Response to 2017-18 looked after children in Wales statistics

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Responding to the publication of the new looked after children figures released by Welsh Government for 2017-18, Colin Turner, director of The Fostering Network in Wales, said: 'These figures show a significant rise in the number of children coming into care and a commensurate rise in the number of children living with foster families. It reinforces the urgent requirement for investment in foster care from the Welsh Government as well as the need for the 550 more foster families The Fostering Network estimates are needed in Wales over the coming year. 
 
'We are concerned that 647 children (10 per cent of looked after children) had three or more placements during 2017-18. Given that all the evidence shows that the outcomes of looked after children are directly related to the stability they experience while in care, the fact that this many children lack stability is concerning . Welsh Government, local authorities and fostering services, together, must get to grips with the causes of this instability and put actions in place to combat them. We are encouraged that through the Ministerial Advisory Group, and the work of the National Fostering Framework, attempts are being made to address this problem and progress is being made.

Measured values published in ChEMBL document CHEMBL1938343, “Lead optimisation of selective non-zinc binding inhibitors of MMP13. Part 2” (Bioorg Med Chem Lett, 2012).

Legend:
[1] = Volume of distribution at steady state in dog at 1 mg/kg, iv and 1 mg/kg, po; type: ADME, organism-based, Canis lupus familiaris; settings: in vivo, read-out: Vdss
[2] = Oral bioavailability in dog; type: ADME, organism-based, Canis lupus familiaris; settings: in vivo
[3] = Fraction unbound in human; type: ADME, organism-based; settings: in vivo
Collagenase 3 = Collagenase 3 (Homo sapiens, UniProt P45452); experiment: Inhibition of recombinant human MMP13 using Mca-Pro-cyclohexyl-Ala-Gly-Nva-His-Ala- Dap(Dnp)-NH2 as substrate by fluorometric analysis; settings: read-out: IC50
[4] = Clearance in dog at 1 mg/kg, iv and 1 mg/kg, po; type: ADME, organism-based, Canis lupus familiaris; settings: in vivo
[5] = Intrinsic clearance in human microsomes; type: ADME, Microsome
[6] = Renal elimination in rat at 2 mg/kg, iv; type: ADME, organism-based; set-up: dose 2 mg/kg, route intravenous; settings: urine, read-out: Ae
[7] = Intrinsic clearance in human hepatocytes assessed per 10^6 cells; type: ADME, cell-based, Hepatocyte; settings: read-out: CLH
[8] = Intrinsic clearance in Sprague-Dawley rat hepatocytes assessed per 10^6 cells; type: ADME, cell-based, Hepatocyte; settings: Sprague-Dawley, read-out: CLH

'We are also concerned that only 25 per cent of young people who turn 18 stay living with their former foster carers as part of When I Am Ready. Given that this is a vital age for all young people as they enter into adulthood, we would expect significantly more young people benefiting from When I Am Ready. When I Am Ready has the potential to change the lives of generations of young people leaving care for the better. It is good news that some young people have benefited from the new law, but too many of young people are continuing to miss out on the stability and support they need after they turn 18. This is simply not good enough and is not what we campaigned for.
 
‘We are calling on the Welsh Government to promote the importance of When I Am Ready to all fostering service and local authorities, as well as to introduce a minimum When I Am Ready allowance. There is also an onus on the entire fostering community to ensure When I Am Ready is the norm. We need to embed When I Am Ready into every aspect of care planning from the earliest possible stage so that every young person has the opportunity to remain living with their former foster carer past 18.‘